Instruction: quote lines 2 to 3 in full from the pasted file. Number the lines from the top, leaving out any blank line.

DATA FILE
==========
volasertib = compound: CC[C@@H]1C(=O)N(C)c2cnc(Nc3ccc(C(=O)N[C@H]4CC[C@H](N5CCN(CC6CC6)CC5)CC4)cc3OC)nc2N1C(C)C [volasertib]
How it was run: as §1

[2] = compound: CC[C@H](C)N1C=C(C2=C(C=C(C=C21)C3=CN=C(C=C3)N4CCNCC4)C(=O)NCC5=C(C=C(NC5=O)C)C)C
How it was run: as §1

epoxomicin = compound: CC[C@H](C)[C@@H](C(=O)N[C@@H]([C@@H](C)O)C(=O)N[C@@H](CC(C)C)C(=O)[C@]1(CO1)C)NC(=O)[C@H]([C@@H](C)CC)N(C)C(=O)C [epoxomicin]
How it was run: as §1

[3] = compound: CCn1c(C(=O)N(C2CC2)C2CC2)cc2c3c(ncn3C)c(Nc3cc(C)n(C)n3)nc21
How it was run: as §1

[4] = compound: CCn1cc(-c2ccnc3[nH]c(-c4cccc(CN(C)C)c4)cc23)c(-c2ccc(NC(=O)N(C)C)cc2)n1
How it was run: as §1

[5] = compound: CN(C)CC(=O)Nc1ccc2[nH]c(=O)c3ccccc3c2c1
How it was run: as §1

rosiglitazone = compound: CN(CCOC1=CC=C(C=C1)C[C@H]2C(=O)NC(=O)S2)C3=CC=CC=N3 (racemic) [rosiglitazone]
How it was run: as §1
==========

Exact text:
How it was run: as §1

[2] = compound: CC[C@H](C)N1C=C(C2=C(C=C(C=C21)C3=CN=C(C=C3)N4CCNCC4)C(=O)NCC5=C(C=C(NC5=O)C)C)C